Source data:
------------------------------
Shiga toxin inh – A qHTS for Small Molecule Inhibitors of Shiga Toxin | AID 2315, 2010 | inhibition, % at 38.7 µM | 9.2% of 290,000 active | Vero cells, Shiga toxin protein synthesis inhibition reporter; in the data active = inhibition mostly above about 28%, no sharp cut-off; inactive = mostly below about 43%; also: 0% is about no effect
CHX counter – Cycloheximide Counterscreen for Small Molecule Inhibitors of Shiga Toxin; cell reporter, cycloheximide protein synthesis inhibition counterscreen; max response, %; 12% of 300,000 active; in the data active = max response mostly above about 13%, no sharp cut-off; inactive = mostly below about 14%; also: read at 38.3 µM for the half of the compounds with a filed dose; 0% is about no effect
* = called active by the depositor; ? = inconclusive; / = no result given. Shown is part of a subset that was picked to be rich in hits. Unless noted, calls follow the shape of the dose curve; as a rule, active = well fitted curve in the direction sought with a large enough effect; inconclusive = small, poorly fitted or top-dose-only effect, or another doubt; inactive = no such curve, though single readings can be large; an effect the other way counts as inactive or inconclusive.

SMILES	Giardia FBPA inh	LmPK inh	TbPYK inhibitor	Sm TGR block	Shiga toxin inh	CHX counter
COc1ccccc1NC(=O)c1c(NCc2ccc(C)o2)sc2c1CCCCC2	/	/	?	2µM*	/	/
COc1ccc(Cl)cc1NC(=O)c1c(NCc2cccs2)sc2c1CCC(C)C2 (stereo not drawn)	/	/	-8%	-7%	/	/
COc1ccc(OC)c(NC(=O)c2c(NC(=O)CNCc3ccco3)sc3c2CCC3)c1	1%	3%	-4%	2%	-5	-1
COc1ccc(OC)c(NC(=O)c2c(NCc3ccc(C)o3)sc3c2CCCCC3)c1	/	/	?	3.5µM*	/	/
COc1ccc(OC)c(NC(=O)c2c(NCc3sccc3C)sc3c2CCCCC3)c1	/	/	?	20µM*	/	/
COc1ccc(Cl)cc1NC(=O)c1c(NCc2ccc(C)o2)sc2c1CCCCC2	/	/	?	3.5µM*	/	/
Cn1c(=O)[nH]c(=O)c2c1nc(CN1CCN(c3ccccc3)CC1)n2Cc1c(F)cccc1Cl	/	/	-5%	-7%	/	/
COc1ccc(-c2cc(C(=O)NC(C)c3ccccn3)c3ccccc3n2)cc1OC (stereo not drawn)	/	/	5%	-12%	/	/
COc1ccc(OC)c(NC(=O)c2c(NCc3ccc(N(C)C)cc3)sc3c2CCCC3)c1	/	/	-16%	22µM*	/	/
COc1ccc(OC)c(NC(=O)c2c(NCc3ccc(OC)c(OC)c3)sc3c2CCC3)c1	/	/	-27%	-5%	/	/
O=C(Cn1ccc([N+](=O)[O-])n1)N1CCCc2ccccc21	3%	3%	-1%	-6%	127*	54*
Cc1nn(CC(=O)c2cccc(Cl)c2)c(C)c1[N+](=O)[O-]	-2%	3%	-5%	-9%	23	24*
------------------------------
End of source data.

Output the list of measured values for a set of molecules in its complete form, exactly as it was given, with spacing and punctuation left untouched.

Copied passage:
Shiga toxin inh – A qHTS for Small Molecule Inhibitors of Shiga Toxin | AID 2315, 2010 | inhibition, % at 38.7 µM | 9.2% of 290,000 active | Vero cells, Shiga toxin protein synthesis inhibition reporter; in the data active = inhibition mostly above about 28%, no sharp cut-off; inactive = mostly below about 43%; also: 0% is about no effect
CHX counter – Cycloheximide Counterscreen for Small Molecule Inhibitors of Shiga Toxin; cell reporter, cycloheximide protein synthesis inhibition counterscreen; max response, %; 12% of 300,000 active; in the data active = max response mostly above about 13%, no sharp cut-off; inactive = mostly below about 14%; also: read at 38.3 µM for the half of the compounds with a filed dose; 0% is about no effect
* = called active by the depositor; ? = inconclusive; / = no result given. Shown is part of a subset that was picked to be rich in hits. Unless noted, calls follow the shape of the dose curve; as a rule, active = well fitted curve in the direction sought with a large enough effect; inconclusive = small, poorly fitted or top-dose-only effect, or another doubt; inactive = no such curve, though single readings can be large; an effect the other way counts as inactive or inconclusive.

SMILES	Giardia FBPA inh	LmPK inh	TbPYK inhibitor	Sm TGR block	Shiga toxin inh	CHX counter
COc1ccccc1NC(=O)c1c(NCc2ccc(C)o2)sc2c1CCCCC2	/	/	?	2µM*	/	/
COc1ccc(Cl)cc1NC(=O)c1c(NCc2cccs2)sc2c1CCC(C)C2 (stereo not drawn)	/	/	-8%	-7%	/	/
COc1ccc(OC)c(NC(=O)c2c(NC(=O)CNCc3ccco3)sc3c2CCC3)c1	1%	3%	-4%	2%	-5	-1
COc1ccc(OC)c(NC(=O)c2c(NCc3ccc(C)o3)sc3c2CCCCC3)c1	/	/	?	3.5µM*	/	/
COc1ccc(OC)c(NC(=O)c2c(NCc3sccc3C)sc3c2CCCCC3)c1	/	/	?	20µM*	/	/
COc1ccc(Cl)cc1NC(=O)c1c(NCc2ccc(C)o2)sc2c1CCCCC2	/	/	?	3.5µM*	/	/
Cn1c(=O)[nH]c(=O)c2c1nc(CN1CCN(c3ccccc3)CC1)n2Cc1c(F)cccc1Cl	/	/	-5%	-7%	/	/
COc1ccc(-c2cc(C(=O)NC(C)c3ccccn3)c3ccccc3n2)cc1OC (stereo not drawn)	/	/	5%	-12%	/	/
COc1ccc(OC)c(NC(=O)c2c(NCc3ccc(N(C)C)cc3)sc3c2CCCC3)c1	/	/	-16%	22µM*	/	/
COc1ccc(OC)c(NC(=O)c2c(NCc3ccc(OC)c(OC)c3)sc3c2CCC3)c1	/	/	-27%	-5%	/	/
O=C(Cn1ccc([N+](=O)[O-])n1)N1CCCc2ccccc21	3%	3%	-1%	-6%	127*	54*
Cc1nn(CC(=O)c2cccc(Cl)c2)c(C)c1[N+](=O)[O-]	-2%	3%	-5%	-9%	23	24*